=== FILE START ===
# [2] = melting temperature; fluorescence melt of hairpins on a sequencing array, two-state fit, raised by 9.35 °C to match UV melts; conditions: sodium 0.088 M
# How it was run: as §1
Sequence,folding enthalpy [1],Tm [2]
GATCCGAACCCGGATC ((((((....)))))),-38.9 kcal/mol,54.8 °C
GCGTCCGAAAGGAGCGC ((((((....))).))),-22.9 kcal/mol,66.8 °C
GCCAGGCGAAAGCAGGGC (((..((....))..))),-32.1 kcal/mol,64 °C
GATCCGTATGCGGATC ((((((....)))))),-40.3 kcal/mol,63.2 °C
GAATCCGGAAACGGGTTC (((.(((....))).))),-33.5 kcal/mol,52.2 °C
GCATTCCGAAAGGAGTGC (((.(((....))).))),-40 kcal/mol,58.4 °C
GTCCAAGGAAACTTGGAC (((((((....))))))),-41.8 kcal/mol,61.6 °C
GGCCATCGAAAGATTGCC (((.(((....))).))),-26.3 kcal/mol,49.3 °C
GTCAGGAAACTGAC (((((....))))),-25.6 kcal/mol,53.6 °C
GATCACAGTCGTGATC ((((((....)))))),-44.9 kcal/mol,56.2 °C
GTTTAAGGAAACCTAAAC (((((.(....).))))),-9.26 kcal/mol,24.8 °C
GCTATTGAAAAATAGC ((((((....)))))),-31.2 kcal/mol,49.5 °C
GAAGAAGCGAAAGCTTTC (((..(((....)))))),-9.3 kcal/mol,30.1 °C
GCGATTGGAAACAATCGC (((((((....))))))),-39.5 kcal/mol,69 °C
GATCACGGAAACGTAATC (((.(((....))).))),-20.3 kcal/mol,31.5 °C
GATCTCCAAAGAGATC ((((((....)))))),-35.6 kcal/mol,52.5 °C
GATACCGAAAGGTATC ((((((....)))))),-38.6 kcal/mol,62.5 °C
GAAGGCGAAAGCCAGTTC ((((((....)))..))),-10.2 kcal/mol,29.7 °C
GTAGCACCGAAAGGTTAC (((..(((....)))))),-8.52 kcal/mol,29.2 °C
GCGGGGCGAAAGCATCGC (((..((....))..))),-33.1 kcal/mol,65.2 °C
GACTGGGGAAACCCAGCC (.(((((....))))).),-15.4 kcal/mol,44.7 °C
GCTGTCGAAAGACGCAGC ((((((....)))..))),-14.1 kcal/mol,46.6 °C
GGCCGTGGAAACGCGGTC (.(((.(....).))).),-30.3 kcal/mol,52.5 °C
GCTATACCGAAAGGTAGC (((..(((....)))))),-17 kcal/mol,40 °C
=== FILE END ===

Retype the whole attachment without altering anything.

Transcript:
# [2] = melting temperature; fluorescence melt of hairpins on a sequencing array, two-state fit, raised by 9.35 °C to match UV melts; conditions: sodium 0.088 M
# How it was run: as §1
Sequence,folding enthalpy [1],Tm [2]
GATCCGAACCCGGATC ((((((....)))))),-38.9 kcal/mol,54.8 °C
GCGTCCGAAAGGAGCGC ((((((....))).))),-22.9 kcal/mol,66.8 °C
GCCAGGCGAAAGCAGGGC (((..((....))..))),-32.1 kcal/mol,64 °C
GATCCGTATGCGGATC ((((((....)))))),-40.3 kcal/mol,63.2 °C
GAATCCGGAAACGGGTTC (((.(((....))).))),-33.5 kcal/mol,52.2 °C
GCATTCCGAAAGGAGTGC (((.(((....))).))),-40 kcal/mol,58.4 °C
GTCCAAGGAAACTTGGAC (((((((....))))))),-41.8 kcal/mol,61.6 °C
GGCCATCGAAAGATTGCC (((.(((....))).))),-26.3 kcal/mol,49.3 °C
GTCAGGAAACTGAC (((((....))))),-25.6 kcal/mol,53.6 °C
GATCACAGTCGTGATC ((((((....)))))),-44.9 kcal/mol,56.2 °C
GTTTAAGGAAACCTAAAC (((((.(....).))))),-9.26 kcal/mol,24.8 °C
GCTATTGAAAAATAGC ((((((....)))))),-31.2 kcal/mol,49.5 °C
GAAGAAGCGAAAGCTTTC (((..(((....)))))),-9.3 kcal/mol,30.1 °C
GCGATTGGAAACAATCGC (((((((....))))))),-39.5 kcal/mol,69 °C
GATCACGGAAACGTAATC (((.(((....))).))),-20.3 kcal/mol,31.5 °C
GATCTCCAAAGAGATC ((((((....)))))),-35.6 kcal/mol,52.5 °C
GATACCGAAAGGTATC ((((((....)))))),-38.6 kcal/mol,62.5 °C
GAAGGCGAAAGCCAGTTC ((((((....)))..))),-10.2 kcal/mol,29.7 °C
GTAGCACCGAAAGGTTAC (((..(((....)))))),-8.52 kcal/mol,29.2 °C
GCGGGGCGAAAGCATCGC (((..((....))..))),-33.1 kcal/mol,65.2 °C
GACTGGGGAAACCCAGCC (.(((((....))))).),-15.4 kcal/mol,44.7 °C
GCTGTCGAAAGACGCAGC ((((((....)))..))),-14.1 kcal/mol,46.6 °C
GGCCGTGGAAACGCGGTC (.(((.(....).))).),-30.3 kcal/mol,52.5 °C
GCTATACCGAAAGGTAGC (((..(((....)))))),-17 kcal/mol,40 °C